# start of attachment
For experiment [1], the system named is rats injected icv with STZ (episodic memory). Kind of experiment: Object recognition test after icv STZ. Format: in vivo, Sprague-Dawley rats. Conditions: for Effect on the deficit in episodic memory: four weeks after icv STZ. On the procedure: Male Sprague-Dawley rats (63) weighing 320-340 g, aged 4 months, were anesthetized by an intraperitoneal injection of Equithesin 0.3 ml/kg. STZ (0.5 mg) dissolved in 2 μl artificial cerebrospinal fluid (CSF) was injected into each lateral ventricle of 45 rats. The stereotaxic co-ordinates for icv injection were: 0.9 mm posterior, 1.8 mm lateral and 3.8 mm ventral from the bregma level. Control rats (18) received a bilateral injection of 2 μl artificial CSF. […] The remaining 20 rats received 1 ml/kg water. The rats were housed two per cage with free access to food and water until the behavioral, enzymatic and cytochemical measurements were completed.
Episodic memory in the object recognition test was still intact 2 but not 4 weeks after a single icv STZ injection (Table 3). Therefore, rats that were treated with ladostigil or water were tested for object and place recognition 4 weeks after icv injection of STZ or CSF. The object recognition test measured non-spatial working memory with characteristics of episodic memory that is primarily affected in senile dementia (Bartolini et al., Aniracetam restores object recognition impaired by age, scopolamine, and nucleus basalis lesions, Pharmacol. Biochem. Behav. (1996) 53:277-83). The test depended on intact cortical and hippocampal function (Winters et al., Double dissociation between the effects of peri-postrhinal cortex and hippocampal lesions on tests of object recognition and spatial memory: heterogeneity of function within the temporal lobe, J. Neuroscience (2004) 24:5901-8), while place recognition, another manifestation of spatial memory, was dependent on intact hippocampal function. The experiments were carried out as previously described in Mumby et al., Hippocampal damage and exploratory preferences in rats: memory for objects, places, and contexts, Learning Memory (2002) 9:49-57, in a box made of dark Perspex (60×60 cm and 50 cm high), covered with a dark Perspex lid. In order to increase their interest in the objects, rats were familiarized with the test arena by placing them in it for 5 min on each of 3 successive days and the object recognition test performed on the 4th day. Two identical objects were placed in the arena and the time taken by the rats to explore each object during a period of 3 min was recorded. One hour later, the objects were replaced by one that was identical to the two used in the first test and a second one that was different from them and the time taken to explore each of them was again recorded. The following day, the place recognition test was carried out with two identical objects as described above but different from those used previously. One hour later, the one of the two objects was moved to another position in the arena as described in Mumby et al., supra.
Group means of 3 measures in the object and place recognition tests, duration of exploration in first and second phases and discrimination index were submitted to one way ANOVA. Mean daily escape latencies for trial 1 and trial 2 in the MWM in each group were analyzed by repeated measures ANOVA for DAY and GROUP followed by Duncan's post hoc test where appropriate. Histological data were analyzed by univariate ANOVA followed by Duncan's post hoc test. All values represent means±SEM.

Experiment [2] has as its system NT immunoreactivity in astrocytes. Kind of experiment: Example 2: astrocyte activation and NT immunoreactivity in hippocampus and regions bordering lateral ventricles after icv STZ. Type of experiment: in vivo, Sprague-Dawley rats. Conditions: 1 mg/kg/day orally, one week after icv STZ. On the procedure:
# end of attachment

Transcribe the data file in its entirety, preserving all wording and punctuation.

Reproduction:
For experiment [1], the system named is rats injected icv with STZ (episodic memory). Kind of experiment: Object recognition test after icv STZ. Format: in vivo, Sprague-Dawley rats. Conditions: for Effect on the deficit in episodic memory: four weeks after icv STZ. On the procedure: Male Sprague-Dawley rats (63) weighing 320-340 g, aged 4 months, were anesthetized by an intraperitoneal injection of Equithesin 0.3 ml/kg. STZ (0.5 mg) dissolved in 2 μl artificial cerebrospinal fluid (CSF) was injected into each lateral ventricle of 45 rats. The stereotaxic co-ordinates for icv injection were: 0.9 mm posterior, 1.8 mm lateral and 3.8 mm ventral from the bregma level. Control rats (18) received a bilateral injection of 2 μl artificial CSF. […] The remaining 20 rats received 1 ml/kg water. The rats were housed two per cage with free access to food and water until the behavioral, enzymatic and cytochemical measurements were completed.
Episodic memory in the object recognition test was still intact 2 but not 4 weeks after a single icv STZ injection (Table 3). Therefore, rats that were treated with ladostigil or water were tested for object and place recognition 4 weeks after icv injection of STZ or CSF. The object recognition test measured non-spatial working memory with characteristics of episodic memory that is primarily affected in senile dementia (Bartolini et al., Aniracetam restores object recognition impaired by age, scopolamine, and nucleus basalis lesions, Pharmacol. Biochem. Behav. (1996) 53:277-83). The test depended on intact cortical and hippocampal function (Winters et al., Double dissociation between the effects of peri-postrhinal cortex and hippocampal lesions on tests of object recognition and spatial memory: heterogeneity of function within the temporal lobe, J. Neuroscience (2004) 24:5901-8), while place recognition, another manifestation of spatial memory, was dependent on intact hippocampal function. The experiments were carried out as previously described in Mumby et al., Hippocampal damage and exploratory preferences in rats: memory for objects, places, and contexts, Learning Memory (2002) 9:49-57, in a box made of dark Perspex (60×60 cm and 50 cm high), covered with a dark Perspex lid. In order to increase their interest in the objects, rats were familiarized with the test arena by placing them in it for 5 min on each of 3 successive days and the object recognition test performed on the 4th day. Two identical objects were placed in the arena and the time taken by the rats to explore each object during a period of 3 min was recorded. One hour later, the objects were replaced by one that was identical to the two used in the first test and a second one that was different from them and the time taken to explore each of them was again recorded. The following day, the place recognition test was carried out with two identical objects as described above but different from those used previously. One hour later, the one of the two objects was moved to another position in the arena as described in Mumby et al., supra.
Group means of 3 measures in the object and place recognition tests, duration of exploration in first and second phases and discrimination index were submitted to one way ANOVA. Mean daily escape latencies for trial 1 and trial 2 in the MWM in each group were analyzed by repeated measures ANOVA for DAY and GROUP followed by Duncan's post hoc test where appropriate. Histological data were analyzed by univariate ANOVA followed by Duncan's post hoc test. All values represent means±SEM.

Experiment [2] has as its system NT immunoreactivity in astrocytes. Kind of experiment: Example 2: astrocyte activation and NT immunoreactivity in hippocampus and regions bordering lateral ventricles after icv STZ. Type of experiment: in vivo, Sprague-Dawley rats. Conditions: 1 mg/kg/day orally, one week after icv STZ. On the procedure: